France’s Duty is “To Trust”
While doing research for the book, I found this article. After reading the first few lines, all I could do was let out a big, long sigh.
The article ran in Aberdeen, Scotland on October 31, 1940. At that time, France had been occupied for four-and-a-half months. It’s impossible to read this article without the understanding that after the war, Petain would be found guilty of treason. He would spend the rest of his life in prison.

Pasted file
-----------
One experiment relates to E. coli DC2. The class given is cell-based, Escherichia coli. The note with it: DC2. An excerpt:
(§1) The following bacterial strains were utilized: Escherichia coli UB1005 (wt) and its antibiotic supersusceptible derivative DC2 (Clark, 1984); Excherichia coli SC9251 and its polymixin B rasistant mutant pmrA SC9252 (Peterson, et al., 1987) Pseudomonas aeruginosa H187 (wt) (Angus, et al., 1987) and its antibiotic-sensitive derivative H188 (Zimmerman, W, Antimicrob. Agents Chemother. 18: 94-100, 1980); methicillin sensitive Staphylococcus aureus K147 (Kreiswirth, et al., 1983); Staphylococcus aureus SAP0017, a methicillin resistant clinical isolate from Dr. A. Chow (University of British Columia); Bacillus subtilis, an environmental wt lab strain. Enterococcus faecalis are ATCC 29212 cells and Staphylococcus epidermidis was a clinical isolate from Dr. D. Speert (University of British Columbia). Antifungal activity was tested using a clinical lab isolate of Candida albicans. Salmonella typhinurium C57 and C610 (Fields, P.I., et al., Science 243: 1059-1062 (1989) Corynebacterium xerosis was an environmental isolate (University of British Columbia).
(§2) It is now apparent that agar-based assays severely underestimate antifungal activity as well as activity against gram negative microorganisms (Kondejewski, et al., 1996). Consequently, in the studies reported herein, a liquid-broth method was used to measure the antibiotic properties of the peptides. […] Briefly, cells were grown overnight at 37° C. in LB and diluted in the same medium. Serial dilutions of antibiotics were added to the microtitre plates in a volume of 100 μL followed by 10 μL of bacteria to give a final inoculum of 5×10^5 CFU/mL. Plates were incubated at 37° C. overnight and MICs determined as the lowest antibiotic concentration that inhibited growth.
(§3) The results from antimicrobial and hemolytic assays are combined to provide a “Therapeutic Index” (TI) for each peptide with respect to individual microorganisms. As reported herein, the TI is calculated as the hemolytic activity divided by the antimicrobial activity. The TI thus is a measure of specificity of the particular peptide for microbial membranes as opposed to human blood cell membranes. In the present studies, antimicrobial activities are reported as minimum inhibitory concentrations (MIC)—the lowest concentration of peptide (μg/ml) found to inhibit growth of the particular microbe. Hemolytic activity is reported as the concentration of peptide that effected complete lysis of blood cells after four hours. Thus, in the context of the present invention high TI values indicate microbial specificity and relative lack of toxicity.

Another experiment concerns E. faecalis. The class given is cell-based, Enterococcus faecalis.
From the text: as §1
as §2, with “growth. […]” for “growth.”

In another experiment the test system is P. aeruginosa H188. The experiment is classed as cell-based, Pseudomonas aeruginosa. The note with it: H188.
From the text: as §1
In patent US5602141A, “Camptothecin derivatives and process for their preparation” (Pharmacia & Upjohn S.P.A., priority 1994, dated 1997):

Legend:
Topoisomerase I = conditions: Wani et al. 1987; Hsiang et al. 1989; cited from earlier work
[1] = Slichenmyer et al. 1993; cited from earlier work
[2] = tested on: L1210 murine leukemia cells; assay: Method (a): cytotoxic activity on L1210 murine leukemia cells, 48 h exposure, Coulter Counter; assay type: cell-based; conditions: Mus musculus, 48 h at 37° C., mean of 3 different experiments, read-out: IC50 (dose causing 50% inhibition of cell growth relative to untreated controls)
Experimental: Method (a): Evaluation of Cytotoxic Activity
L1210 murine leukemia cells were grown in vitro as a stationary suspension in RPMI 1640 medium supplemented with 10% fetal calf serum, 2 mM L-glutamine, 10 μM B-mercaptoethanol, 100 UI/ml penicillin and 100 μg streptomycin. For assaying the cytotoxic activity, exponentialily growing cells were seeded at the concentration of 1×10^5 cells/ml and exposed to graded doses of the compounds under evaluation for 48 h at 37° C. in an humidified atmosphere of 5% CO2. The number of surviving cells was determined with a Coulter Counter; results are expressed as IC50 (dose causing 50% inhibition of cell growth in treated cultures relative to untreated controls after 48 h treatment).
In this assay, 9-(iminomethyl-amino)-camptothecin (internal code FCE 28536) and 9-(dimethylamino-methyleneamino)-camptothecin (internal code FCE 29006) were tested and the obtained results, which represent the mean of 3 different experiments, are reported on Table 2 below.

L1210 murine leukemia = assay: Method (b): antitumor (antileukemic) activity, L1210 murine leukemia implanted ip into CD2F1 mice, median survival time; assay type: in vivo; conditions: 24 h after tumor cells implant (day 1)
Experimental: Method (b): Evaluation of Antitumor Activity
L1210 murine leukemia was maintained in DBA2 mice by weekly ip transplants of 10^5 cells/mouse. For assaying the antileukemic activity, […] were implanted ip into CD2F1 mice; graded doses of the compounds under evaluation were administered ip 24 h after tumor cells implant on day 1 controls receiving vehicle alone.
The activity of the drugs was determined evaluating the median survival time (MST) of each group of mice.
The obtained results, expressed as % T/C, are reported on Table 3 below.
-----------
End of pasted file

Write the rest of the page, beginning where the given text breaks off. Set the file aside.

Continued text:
Here are a few excerpts:
“To all those who await to-day the salvation of France, I wish to say that this salvation is first of all in our own hands…”
“To all those who through well-meant scruples might be inclined to deviate from our opinions, I wish to say that the first duty of every Frenchman is to trust…”
“He who has taken charge of the destiny of France has the duty of creating the most favourable atmosphere to safeguard the interests of the country…”
“This collaboration must be sincere. All thought of aggression must be excluded from it. It must conform to a patient and deliberate effort…”
“An armistice, after all, is not peace. France has numerous obligations towards the victor…”